I went to celebrate my birthday. I have made my way onto their email blast list, where they send out details of special offers. This particular offer was for a free entr饠anytime between a Sunday & Wednesday evening during the month of your birthday. This has become a bit of a birthday tradition of mine, and I enjoy it every year.

My friend Mark accompanied me for this dining experience. He started his meal with a vegetarian split pea soup that was to die for it was so good! They also brought out a plate of artisan breads and red pepper butter for us to munch on while waiting for the mains. Nice butter!

Our friendly server “Big Don” was very attentive and ready to answer any of our questions. (Mark generally has a question). I ordered the butternut squash lasagna, which was a great recommendation from Big Don. The thick layer of squash was sweet and subsequent layers were filled with spinach and mushrooms. I didn?t find any cheese, but that just helped to make it feel all the more healthy and provided an evening of guilt-free decadent dining. The accompanying salad provided just the right amount of twang! Everything was really tasty. Mark really liked his tofu salad as well.

I would loved to have had room left in my tummy for dessert, but my nutritious & delicious meal was so filling I had no more room left. Oh well, it provides a good excuse for a repeat visit.

Ten Feet Tall

1381 Danforth Avenue

Web site: www.tenfeettall.ca

-Monday-Friday 5 pm to 11 pm

-Saturday & Sunday Brunch from 10 am

Ten Feet Tall is the epitome of what I look for in a great brunch spot. It’s eclectic; it’s casual, it’s cool, they play great music and most importantly, they have over 8 eggless options for brunch!

I first went to this place a few months ago and loved both the atmosphere and the food. It’s a bit of a cross between a bar and a restaurant and is kind of funky. I can’t for the life of me figure out why I haven’t been back more often. I resolve to become more of a regular now.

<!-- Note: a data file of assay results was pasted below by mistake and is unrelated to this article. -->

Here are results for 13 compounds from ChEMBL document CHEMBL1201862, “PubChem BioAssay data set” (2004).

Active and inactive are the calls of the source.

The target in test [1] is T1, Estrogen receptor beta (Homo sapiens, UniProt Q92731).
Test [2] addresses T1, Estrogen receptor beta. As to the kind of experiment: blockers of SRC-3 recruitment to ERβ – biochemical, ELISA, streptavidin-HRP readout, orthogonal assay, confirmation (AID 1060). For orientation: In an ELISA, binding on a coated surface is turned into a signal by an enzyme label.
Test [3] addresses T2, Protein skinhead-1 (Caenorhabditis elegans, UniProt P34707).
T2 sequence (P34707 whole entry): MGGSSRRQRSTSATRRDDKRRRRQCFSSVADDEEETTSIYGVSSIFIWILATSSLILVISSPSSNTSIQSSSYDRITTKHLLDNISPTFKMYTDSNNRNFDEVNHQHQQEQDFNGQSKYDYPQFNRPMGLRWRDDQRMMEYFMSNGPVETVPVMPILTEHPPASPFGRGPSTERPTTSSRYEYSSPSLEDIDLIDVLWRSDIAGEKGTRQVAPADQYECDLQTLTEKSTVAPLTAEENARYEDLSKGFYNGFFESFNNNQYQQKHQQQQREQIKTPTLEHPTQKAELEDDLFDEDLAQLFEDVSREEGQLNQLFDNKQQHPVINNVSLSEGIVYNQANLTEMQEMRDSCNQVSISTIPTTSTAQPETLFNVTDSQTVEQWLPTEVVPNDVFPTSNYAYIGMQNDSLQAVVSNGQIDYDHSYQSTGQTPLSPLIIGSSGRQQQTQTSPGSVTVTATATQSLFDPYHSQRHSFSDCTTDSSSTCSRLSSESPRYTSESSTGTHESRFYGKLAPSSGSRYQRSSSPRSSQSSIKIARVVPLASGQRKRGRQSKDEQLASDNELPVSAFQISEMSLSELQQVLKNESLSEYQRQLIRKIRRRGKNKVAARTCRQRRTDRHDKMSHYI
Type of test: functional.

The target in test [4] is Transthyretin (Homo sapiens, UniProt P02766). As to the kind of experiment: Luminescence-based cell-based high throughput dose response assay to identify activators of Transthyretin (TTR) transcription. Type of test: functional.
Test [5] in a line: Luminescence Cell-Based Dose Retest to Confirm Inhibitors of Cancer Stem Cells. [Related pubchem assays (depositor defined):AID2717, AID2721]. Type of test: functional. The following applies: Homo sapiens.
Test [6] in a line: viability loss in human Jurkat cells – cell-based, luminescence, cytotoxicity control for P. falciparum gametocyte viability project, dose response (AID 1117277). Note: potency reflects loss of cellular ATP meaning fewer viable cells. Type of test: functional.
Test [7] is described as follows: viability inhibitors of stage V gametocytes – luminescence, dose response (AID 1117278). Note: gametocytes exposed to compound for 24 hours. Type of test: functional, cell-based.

I walk in and The Byrds are playing. I love this place already! A bit of celebrity action happens as well – the guy from the Canadian Tire commercial ate brunch there at the same time as me. There are a number of vintage tables with a variety of chair styles. I love the bar with the giant ornately framed mirror. Vintage lamps are hung around the bar area. A relief mural of a landscape scene greets diners, and the red walls promote a warm atmosphere. The one beige wall is covered with plastic insects, flowers & butterflies – my sister would love this wall. I love the fact that there are real curtains and beaded curtains.

The brunch menu at Ten Feet is filled with a fair amount of traditional breakfast/brunch options, with many of them having interesting names like Eggs Mormor, The Kitchen Sink, Ten Foot Breakfast, etc. The first time I ate at Ten Feet Tall, I had “Welcome to the Club”. Essentially this is a chicken blt, with cheddar and pancetta instead of regular bacon. On the side, I had both a green salad and yam fries which are to die for, You can order just the yam fries if you want and they have a multitude of mayo options to choose from – yum!

This time, with Blue Suede Shoes playing in the background, I ordered The Elvis – a waffle covered in peanut butter, bacon & maple syrup. Normally a chopped up banana is part of this dish, but as a non-banana eater, I had that item omitted. This is such a decadent meal, completely delicious, if not a little artery hardening. Quite the culinary experience!

I looked over the dinner menu, and now I definitely want to go back for supper! First off, they have a decent beer selection that includes St. Ambroise beers – essential for a Montrealer! Also, this menu is decidedly better than any other bar combo that I’ve seen. No all deep fried menu here! The dinner menu, which comes encased in old record albums boasts steaks, catfish, salads, pastas, pizzas, salads & a variety of lighter fare. There are also weekly specials, – this week’s special include seafood pasta, spanakopizza, and a blue plate special – bangers, mashed potato, gravy & salad, all specials ranging between $9-$12. Not bad!

The service was fast, friendly and efficient. This combined with the casual comfort of the whole experience made this one I’m planning on repeating many times over.


214 King Street west

Kama (as in Kama Sutra), meaning the god of erotic love is the name of the last place I went to dine with Wendy the night of Evita. Located in the trendy and pricy Entertainment District (King west between University and Spadina) this place is kind of hidden as it is downstairs. Located right across from Roy Thomson Hall, we liked the fact that they served a dinner buffet because we were not prepared to pay over $20 each for our meal. Kama’s decor is very Mediterranean with a terra cotta colour and does not look very Indian but very designer-ish. With a minimalist shi-shi-poo-poo motif, this place is the epitome in high brow Indian cuisine.